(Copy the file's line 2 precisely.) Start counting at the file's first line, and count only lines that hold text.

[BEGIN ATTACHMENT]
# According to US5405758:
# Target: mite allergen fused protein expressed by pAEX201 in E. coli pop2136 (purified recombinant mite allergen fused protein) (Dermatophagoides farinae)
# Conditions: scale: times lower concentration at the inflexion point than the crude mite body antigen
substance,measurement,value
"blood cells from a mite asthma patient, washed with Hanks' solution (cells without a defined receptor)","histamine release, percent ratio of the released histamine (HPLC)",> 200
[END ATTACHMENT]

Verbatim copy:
# Target: mite allergen fused protein expressed by pAEX201 in E. coli pop2136 (purified recombinant mite allergen fused protein) (Dermatophagoides farinae)